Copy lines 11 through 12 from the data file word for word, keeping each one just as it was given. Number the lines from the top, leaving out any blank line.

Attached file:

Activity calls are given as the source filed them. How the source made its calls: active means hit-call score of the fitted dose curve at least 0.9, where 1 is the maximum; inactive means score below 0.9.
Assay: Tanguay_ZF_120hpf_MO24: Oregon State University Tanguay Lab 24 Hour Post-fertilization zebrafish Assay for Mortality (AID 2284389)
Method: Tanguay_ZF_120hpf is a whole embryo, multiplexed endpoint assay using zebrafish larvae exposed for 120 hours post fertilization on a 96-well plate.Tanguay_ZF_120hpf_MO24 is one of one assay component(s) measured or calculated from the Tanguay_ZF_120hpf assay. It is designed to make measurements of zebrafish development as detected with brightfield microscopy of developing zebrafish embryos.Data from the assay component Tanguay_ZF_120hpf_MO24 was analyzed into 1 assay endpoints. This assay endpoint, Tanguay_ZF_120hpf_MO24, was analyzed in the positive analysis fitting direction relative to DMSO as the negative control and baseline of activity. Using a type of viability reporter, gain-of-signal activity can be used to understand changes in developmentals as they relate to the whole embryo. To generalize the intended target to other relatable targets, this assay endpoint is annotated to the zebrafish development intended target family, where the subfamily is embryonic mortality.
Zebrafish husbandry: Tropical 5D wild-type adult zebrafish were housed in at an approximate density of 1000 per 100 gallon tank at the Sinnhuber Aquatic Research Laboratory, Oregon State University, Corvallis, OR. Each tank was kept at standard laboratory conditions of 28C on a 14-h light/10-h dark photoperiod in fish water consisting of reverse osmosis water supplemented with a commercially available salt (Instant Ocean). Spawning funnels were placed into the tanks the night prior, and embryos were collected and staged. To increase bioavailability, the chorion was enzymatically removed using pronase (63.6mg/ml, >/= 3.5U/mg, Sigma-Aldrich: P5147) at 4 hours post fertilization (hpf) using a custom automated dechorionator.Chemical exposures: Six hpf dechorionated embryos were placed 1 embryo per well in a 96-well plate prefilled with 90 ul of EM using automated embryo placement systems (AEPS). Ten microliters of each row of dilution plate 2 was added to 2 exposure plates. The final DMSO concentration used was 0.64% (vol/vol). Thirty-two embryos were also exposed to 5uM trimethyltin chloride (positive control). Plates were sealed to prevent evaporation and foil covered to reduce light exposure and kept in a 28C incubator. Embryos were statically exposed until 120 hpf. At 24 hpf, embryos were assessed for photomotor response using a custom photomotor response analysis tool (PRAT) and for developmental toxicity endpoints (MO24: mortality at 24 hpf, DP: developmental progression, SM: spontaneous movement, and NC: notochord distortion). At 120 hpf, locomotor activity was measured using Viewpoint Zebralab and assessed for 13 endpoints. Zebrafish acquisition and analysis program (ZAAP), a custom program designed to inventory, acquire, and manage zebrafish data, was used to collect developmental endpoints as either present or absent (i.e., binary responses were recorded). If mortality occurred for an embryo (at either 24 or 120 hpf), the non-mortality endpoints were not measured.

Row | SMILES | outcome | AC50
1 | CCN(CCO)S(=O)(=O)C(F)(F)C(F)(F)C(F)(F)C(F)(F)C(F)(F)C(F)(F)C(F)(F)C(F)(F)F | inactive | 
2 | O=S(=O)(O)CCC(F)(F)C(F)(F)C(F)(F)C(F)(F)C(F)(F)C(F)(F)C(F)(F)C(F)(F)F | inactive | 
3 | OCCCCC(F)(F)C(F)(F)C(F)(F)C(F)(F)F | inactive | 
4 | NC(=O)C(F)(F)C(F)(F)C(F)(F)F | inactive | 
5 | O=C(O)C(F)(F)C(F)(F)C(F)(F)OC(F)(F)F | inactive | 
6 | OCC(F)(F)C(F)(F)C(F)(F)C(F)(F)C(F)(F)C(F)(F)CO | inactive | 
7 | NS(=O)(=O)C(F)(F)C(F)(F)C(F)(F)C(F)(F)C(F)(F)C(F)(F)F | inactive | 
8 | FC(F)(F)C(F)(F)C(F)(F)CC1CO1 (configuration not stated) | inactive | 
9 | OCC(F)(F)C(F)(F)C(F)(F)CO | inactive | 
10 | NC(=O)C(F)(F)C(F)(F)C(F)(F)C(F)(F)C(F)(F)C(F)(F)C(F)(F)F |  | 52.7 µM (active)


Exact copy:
6 | OCC(F)(F)C(F)(F)C(F)(F)C(F)(F)C(F)(F)C(F)(F)CO | inactive | 
7 | NS(=O)(=O)C(F)(F)C(F)(F)C(F)(F)C(F)(F)C(F)(F)C(F)(F)F | inactive | 